error, due to mistakes in addition in combining the advance charges with the freight charges and charges for any supplemental services as may

have been rendered. 14. Drayage charges are occasionally added to bills

where this service has been performed and is provided for in tariffs. Unless, however, there is a tariff provision for this service, charges

cannot be properly collected. 15. The route designated by the shipper should be

followed by the carrier. If no route is specified, it then becomes the duty of the carrier's agent to forward it via the cheapest route known to him. Failing to do so, the carrier becomes

liable to the shipper for any additional expense. This sketches the fifteen opportunities for error on an expense bill of this kind. Where shipments which move on transit privileges or are switched or reconsigned at terminals, added opportunities for error arise.

The complex nature of this audit clearly indicates that it is beyond the grasp of the ordinary shipping clerk or junior clerks in railroad offices, and necessitates the services of especially trained men to produce the best results.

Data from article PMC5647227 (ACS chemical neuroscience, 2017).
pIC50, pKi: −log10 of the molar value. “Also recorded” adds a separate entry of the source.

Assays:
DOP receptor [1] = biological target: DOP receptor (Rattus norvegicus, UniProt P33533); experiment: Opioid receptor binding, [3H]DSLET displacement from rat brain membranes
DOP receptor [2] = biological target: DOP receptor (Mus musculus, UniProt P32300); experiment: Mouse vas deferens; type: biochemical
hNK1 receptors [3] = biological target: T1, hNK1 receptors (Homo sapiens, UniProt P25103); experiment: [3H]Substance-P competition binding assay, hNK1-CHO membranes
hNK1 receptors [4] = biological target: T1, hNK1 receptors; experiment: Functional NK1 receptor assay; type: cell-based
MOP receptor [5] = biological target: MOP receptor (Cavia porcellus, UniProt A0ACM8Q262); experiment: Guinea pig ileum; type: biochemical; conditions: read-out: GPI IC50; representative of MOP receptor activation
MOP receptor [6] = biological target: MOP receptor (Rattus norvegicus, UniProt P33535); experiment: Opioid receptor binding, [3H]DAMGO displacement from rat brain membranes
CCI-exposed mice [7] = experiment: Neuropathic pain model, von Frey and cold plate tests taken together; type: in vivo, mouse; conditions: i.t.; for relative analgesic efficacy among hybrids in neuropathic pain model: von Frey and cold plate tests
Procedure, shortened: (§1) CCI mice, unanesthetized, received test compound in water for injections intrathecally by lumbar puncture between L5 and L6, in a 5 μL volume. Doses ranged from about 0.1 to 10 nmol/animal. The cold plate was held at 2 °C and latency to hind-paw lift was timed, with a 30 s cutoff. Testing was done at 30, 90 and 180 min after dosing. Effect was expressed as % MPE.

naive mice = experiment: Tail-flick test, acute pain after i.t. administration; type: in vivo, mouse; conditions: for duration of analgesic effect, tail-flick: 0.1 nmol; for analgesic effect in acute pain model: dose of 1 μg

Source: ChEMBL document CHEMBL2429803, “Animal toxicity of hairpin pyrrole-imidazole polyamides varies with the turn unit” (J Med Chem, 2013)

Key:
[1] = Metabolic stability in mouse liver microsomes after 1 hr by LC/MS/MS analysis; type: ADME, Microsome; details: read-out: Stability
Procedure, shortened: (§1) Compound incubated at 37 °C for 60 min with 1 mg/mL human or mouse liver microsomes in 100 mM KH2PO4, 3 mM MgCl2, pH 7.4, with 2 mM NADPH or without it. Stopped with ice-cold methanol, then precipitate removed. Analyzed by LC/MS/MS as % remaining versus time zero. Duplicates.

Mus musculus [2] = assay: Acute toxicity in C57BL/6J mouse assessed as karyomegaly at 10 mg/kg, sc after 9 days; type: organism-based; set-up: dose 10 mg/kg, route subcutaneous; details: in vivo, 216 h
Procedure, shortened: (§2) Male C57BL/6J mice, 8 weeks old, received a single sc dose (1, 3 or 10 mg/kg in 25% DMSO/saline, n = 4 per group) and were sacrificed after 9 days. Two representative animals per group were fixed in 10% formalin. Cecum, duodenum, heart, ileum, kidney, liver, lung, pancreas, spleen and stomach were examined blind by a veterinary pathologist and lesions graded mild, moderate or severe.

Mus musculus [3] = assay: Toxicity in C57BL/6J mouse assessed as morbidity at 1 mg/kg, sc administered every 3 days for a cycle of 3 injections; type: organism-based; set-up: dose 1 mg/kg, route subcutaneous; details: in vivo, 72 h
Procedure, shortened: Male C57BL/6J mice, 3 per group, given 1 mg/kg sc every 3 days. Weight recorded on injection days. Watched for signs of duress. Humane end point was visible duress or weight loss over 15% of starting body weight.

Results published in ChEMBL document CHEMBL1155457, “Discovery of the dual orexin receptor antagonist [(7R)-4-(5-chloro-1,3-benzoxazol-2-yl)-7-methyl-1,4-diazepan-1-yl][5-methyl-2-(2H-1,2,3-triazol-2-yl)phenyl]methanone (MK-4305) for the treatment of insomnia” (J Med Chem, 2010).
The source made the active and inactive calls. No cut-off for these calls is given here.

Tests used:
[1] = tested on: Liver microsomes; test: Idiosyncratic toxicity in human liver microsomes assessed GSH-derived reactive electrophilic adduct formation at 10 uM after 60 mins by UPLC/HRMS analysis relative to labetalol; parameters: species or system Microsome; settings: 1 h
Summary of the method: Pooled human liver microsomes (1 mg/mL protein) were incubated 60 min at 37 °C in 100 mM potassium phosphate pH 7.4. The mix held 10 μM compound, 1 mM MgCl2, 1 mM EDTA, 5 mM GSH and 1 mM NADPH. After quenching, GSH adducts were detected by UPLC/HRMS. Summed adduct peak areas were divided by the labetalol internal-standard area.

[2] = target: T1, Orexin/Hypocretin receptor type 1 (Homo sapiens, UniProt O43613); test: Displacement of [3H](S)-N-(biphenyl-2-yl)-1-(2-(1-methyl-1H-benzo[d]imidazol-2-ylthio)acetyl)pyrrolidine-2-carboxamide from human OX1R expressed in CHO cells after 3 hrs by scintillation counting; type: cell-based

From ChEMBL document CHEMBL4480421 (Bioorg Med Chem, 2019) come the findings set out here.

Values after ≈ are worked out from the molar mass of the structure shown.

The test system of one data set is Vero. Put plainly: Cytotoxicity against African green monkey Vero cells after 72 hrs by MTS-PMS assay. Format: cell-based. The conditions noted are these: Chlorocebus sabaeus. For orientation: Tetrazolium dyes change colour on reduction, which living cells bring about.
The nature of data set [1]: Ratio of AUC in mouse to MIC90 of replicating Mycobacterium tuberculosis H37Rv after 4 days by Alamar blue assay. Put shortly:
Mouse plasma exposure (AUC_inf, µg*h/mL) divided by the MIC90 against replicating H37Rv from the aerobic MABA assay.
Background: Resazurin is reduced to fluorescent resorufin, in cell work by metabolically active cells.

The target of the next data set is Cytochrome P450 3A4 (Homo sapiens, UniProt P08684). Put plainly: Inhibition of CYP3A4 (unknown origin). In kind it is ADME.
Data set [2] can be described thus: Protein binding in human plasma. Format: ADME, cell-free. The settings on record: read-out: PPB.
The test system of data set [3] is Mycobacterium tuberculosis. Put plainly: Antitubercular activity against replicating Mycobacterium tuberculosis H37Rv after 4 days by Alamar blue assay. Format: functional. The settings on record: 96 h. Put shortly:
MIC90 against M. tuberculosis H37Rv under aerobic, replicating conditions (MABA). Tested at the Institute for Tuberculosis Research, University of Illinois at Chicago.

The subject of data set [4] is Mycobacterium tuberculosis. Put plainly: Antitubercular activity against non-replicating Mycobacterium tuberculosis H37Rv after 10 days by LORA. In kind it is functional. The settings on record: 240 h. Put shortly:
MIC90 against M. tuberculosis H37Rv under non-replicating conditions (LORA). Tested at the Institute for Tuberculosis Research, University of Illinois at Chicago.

In the prosecution of this work many firms employ a form somewhat similar to the one shown in Fig. 22, which is prepared by the departmental accountant, and passed on to the overcharge claim investigator to be completed.

Date of shipment.
Loading point..
Originating line..
Number of packages..
Kind of packages..
Car number and initial.
Billed weight...
Actual weight...
Minimum weight.

If thru ..
If combination

To ....

Beyond ..
Tariff authority..
Special service...


Paid ....
Amount due....
Authority for claim..


FIG. 22.-An Overcharge Audit Form

The advantage of this form is that it requires the employee charged with the investigation of moneys paid, actually to compute all charges, and does not give him the railroad figures to shoot at.

It has been found in some circles that claim investigators are wont to let some of the freight bills pass with little or no investigation. With the adoption of